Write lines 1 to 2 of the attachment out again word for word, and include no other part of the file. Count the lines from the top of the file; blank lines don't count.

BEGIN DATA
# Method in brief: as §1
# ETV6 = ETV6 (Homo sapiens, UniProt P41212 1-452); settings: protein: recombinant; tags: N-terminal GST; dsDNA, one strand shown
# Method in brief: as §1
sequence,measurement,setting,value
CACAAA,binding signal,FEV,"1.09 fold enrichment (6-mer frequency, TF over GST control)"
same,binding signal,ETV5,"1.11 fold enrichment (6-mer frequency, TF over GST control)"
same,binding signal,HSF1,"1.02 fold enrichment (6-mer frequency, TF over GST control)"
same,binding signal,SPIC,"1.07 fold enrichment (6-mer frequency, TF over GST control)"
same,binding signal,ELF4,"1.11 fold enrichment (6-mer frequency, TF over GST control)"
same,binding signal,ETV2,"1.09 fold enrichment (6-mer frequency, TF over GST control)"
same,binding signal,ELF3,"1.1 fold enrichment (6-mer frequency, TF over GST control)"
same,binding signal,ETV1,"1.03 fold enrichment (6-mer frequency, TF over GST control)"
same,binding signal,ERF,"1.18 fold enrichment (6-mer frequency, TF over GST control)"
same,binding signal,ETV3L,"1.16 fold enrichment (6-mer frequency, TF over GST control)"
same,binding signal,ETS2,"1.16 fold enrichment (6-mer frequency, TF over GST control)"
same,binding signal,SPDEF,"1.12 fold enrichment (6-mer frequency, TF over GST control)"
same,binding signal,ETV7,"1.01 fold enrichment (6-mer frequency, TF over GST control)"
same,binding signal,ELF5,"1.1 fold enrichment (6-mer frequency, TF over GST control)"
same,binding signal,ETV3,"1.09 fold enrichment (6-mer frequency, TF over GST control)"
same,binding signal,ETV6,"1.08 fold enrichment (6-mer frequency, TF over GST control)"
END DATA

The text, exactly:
# Method in brief: as §1
# ETV6 = ETV6 (Homo sapiens, UniProt P41212 1-452); settings: protein: recombinant; tags: N-terminal GST; dsDNA, one strand shown